In fiction, the infected being humanized feels unusual. Traditional plague fiction reduces the ill to an inventory of tragedies; your dad dies to the Super Flu, leaving you a crying and sympathetic protagonist with an immunity. Zombie Fiction dehumanizes the ill until they are so othered that you count a high score of how many you’ve killed. In the world of Weird Plagues, your condition doesn’t necessarily mean the end of you.

Weird Plagues get to play with the agency and marginalizations of the chronically ill. As the diagnostic period of the novel wanes and both characters and readers understand more of it, we adapt to how to live with the new uncanny reality. Take Joe Hill’s The Fireman, about a plague of spontaneous combustion. The public thinks everyone who gets it could explode into flame at any time, ignoring that emotions and agitation can be connected to it. The infected form colonies, trying to avoid vigilantes and law enforcement, to care for each other. The longer they live together, the more you see how the public is driven to ableism by fear and misunderstanding. These people don’t have to burn. They can care for each other.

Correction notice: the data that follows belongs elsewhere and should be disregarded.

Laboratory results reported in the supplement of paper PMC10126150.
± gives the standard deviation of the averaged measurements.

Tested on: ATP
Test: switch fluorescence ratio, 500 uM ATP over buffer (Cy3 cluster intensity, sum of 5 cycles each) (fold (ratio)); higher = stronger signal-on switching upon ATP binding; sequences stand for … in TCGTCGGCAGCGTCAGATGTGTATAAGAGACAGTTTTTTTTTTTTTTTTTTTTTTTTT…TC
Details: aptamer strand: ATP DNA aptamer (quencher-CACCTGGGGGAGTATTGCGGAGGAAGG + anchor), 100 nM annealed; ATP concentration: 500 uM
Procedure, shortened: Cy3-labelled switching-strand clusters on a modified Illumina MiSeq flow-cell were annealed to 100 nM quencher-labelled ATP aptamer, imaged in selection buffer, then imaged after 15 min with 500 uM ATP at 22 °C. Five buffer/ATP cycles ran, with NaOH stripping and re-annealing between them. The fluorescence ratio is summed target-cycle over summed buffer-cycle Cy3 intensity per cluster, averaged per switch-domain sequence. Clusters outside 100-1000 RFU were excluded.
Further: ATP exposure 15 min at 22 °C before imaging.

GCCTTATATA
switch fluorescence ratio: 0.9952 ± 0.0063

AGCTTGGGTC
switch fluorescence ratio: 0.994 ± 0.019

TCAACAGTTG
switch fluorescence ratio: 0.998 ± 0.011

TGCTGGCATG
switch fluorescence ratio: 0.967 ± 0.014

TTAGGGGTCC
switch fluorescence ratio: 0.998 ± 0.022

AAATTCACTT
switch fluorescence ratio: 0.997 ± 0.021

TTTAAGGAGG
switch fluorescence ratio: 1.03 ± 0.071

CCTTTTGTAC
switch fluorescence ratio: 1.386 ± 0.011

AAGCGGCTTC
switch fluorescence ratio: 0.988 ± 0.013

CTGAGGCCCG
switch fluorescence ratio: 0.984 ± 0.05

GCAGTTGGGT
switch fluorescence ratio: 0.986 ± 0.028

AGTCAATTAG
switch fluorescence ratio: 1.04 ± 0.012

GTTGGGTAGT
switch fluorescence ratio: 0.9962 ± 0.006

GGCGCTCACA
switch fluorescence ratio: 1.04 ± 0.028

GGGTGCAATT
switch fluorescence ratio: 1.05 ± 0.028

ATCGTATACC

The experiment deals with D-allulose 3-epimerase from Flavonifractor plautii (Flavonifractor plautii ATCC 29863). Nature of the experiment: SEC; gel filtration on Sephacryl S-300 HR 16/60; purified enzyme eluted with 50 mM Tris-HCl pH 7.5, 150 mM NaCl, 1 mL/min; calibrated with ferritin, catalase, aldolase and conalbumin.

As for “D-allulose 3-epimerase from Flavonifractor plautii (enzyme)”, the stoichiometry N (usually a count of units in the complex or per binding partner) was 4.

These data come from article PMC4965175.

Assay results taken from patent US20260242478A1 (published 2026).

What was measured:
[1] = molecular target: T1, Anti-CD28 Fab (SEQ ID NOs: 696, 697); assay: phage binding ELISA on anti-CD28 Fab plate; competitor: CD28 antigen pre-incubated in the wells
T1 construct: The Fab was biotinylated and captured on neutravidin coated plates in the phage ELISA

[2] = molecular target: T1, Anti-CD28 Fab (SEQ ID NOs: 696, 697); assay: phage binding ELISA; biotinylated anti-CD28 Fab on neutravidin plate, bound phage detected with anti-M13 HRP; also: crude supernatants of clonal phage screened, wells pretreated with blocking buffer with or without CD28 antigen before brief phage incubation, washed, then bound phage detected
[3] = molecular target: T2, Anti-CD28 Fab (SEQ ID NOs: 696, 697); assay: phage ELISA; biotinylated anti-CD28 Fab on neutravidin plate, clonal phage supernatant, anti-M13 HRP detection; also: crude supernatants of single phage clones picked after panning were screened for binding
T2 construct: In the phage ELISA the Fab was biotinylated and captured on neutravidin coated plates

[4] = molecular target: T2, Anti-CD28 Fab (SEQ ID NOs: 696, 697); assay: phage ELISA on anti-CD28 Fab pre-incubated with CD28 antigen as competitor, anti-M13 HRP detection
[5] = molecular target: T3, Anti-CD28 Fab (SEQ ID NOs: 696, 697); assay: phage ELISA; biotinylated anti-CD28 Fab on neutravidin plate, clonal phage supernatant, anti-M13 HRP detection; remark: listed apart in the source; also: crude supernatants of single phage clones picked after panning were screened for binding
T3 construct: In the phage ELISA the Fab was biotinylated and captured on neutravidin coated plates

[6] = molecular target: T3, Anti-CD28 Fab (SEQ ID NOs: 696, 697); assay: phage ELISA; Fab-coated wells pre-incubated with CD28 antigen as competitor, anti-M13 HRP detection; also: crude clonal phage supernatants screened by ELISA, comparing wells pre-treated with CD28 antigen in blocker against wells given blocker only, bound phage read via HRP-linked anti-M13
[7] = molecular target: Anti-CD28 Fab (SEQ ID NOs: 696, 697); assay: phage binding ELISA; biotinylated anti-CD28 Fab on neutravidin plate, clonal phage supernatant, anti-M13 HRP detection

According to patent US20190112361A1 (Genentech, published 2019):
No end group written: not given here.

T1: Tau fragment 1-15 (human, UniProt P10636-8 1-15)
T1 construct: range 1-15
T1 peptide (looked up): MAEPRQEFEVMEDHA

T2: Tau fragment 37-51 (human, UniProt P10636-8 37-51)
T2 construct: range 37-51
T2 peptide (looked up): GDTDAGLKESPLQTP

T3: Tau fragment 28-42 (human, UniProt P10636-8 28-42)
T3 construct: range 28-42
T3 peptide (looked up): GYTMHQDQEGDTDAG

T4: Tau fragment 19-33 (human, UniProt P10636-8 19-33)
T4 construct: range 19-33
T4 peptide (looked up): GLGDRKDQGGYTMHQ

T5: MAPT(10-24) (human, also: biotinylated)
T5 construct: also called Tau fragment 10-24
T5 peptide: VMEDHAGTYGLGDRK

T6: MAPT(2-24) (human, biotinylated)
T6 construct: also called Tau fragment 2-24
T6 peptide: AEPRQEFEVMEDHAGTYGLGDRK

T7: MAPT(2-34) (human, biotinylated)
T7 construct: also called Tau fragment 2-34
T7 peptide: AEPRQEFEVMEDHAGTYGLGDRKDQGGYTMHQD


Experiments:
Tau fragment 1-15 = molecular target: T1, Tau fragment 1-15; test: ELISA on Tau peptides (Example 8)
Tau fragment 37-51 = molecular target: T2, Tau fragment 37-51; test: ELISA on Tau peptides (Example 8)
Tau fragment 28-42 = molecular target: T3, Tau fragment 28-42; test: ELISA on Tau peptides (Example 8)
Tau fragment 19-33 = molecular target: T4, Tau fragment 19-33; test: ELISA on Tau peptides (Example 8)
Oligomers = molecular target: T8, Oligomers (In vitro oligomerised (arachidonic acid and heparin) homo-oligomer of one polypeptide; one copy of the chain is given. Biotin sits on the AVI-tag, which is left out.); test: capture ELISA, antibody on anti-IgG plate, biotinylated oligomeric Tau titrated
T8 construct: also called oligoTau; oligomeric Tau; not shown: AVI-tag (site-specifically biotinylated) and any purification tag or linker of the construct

When I discuss The Fireman with fellow disabled folks, they draw different parallels. In my reading, I thought of how police officers frequently mistreat the mentally ill, shooting them as a so-called precaution. My editor on this piece pointed out how leper colonies form and are sometimes harassed by the ignorant. A few gay friends thought of the vile mistreatment of HIV/AIDS patients. In all these cases, we feel it’s about time that fiction let us be people.